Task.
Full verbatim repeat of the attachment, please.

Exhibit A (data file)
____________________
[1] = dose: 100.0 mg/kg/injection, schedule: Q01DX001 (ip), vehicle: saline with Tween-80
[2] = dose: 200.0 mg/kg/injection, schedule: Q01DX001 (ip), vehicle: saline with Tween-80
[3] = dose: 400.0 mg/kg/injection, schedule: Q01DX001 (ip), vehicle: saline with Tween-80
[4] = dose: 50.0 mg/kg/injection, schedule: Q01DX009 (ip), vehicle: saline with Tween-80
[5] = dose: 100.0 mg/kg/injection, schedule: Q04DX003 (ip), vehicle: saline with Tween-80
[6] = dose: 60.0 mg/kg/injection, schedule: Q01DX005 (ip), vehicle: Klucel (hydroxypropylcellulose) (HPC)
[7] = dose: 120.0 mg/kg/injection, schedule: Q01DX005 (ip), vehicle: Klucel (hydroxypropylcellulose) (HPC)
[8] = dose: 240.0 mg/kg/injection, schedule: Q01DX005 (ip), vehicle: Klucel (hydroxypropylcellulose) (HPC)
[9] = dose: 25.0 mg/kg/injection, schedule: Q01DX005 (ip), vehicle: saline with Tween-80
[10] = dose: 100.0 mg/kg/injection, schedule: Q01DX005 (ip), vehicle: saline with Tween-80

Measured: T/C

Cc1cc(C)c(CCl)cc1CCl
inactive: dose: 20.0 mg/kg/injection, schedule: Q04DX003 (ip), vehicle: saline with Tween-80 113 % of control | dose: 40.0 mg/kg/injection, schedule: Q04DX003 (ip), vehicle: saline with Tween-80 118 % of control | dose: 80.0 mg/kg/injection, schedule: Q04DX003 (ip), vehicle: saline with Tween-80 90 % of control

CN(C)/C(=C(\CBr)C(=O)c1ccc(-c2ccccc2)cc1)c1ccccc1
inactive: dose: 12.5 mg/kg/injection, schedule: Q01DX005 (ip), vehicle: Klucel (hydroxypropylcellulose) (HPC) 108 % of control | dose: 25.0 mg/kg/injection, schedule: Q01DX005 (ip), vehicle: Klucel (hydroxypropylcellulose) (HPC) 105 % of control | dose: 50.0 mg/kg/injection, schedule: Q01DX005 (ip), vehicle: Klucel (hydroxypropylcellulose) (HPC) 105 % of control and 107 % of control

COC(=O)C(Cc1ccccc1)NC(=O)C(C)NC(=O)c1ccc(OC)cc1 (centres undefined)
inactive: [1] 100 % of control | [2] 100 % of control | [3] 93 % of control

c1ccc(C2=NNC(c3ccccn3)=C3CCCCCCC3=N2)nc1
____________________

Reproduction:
[1] = dose: 100.0 mg/kg/injection, schedule: Q01DX001 (ip), vehicle: saline with Tween-80
[2] = dose: 200.0 mg/kg/injection, schedule: Q01DX001 (ip), vehicle: saline with Tween-80
[3] = dose: 400.0 mg/kg/injection, schedule: Q01DX001 (ip), vehicle: saline with Tween-80
[4] = dose: 50.0 mg/kg/injection, schedule: Q01DX009 (ip), vehicle: saline with Tween-80
[5] = dose: 100.0 mg/kg/injection, schedule: Q04DX003 (ip), vehicle: saline with Tween-80
[6] = dose: 60.0 mg/kg/injection, schedule: Q01DX005 (ip), vehicle: Klucel (hydroxypropylcellulose) (HPC)
[7] = dose: 120.0 mg/kg/injection, schedule: Q01DX005 (ip), vehicle: Klucel (hydroxypropylcellulose) (HPC)
[8] = dose: 240.0 mg/kg/injection, schedule: Q01DX005 (ip), vehicle: Klucel (hydroxypropylcellulose) (HPC)
[9] = dose: 25.0 mg/kg/injection, schedule: Q01DX005 (ip), vehicle: saline with Tween-80
[10] = dose: 100.0 mg/kg/injection, schedule: Q01DX005 (ip), vehicle: saline with Tween-80

Measured: T/C

Cc1cc(C)c(CCl)cc1CCl
inactive: dose: 20.0 mg/kg/injection, schedule: Q04DX003 (ip), vehicle: saline with Tween-80 113 % of control | dose: 40.0 mg/kg/injection, schedule: Q04DX003 (ip), vehicle: saline with Tween-80 118 % of control | dose: 80.0 mg/kg/injection, schedule: Q04DX003 (ip), vehicle: saline with Tween-80 90 % of control

CN(C)/C(=C(\CBr)C(=O)c1ccc(-c2ccccc2)cc1)c1ccccc1
inactive: dose: 12.5 mg/kg/injection, schedule: Q01DX005 (ip), vehicle: Klucel (hydroxypropylcellulose) (HPC) 108 % of control | dose: 25.0 mg/kg/injection, schedule: Q01DX005 (ip), vehicle: Klucel (hydroxypropylcellulose) (HPC) 105 % of control | dose: 50.0 mg/kg/injection, schedule: Q01DX005 (ip), vehicle: Klucel (hydroxypropylcellulose) (HPC) 105 % of control and 107 % of control

COC(=O)C(Cc1ccccc1)NC(=O)C(C)NC(=O)c1ccc(OC)cc1 (centres undefined)
inactive: [1] 100 % of control | [2] 100 % of control | [3] 93 % of control

c1ccc(C2=NNC(c3ccccn3)=C3CCCCCCC3=N2)nc1